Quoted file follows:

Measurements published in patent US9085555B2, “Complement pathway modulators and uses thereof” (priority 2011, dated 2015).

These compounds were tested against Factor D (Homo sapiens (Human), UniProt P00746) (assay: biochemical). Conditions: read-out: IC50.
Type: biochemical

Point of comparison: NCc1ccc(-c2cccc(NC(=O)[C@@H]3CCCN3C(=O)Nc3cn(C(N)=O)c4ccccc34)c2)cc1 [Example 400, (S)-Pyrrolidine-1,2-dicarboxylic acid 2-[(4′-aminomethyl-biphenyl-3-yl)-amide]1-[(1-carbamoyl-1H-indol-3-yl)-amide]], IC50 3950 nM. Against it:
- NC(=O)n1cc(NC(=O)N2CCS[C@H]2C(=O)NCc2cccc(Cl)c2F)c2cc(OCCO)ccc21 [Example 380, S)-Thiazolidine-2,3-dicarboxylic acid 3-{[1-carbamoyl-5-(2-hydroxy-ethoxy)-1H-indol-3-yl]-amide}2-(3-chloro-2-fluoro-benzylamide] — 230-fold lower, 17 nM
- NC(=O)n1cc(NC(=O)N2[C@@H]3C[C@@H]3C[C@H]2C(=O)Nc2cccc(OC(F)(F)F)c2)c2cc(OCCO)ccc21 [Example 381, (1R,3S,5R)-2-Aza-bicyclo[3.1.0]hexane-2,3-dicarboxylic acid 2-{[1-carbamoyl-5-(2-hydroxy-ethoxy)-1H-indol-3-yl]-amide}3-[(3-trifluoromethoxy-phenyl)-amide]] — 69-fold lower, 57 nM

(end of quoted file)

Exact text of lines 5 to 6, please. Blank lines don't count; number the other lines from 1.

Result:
- NC(=O)n1cc(NC(=O)N2CCS[C@H]2C(=O)NCc2cccc(Cl)c2F)c2cc(OCCO)ccc21 [Example 380, S)-Thiazolidine-2,3-dicarboxylic acid 3-{[1-carbamoyl-5-(2-hydroxy-ethoxy)-1H-indol-3-yl]-amide}2-(3-chloro-2-fluoro-benzylamide] — 230-fold lower, 17 nM
- NC(=O)n1cc(NC(=O)N2[C@@H]3C[C@@H]3C[C@H]2C(=O)Nc2cccc(OC(F)(F)F)c2)c2cc(OCCO)ccc21 [Example 381, (1R,3S,5R)-2-Aza-bicyclo[3.1.0]hexane-2,3-dicarboxylic acid 2-{[1-carbamoyl-5-(2-hydroxy-ethoxy)-1H-indol-3-yl]-amide}3-[(3-trifluoromethoxy-phenyl)-amide]] — 69-fold lower, 57 nM